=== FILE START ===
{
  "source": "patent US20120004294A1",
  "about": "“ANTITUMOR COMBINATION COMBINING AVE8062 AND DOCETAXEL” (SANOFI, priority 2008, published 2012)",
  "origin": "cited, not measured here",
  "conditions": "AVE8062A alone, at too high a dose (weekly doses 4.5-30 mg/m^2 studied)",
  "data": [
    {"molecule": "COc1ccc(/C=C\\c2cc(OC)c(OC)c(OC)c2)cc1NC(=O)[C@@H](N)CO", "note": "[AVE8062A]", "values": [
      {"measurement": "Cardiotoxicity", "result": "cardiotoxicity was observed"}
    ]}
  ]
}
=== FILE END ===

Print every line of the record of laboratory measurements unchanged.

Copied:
{
  "source": "patent US20120004294A1",
  "about": "“ANTITUMOR COMBINATION COMBINING AVE8062 AND DOCETAXEL” (SANOFI, priority 2008, published 2012)",
  "origin": "cited, not measured here",
  "conditions": "AVE8062A alone, at too high a dose (weekly doses 4.5-30 mg/m^2 studied)",
  "data": [
    {"molecule": "COc1ccc(/C=C\\c2cc(OC)c(OC)c(OC)c2)cc1NC(=O)[C@@H](N)CO", "note": "[AVE8062A]", "values": [
      {"measurement": "Cardiotoxicity", "result": "cardiotoxicity was observed"}
    ]}
  ]
}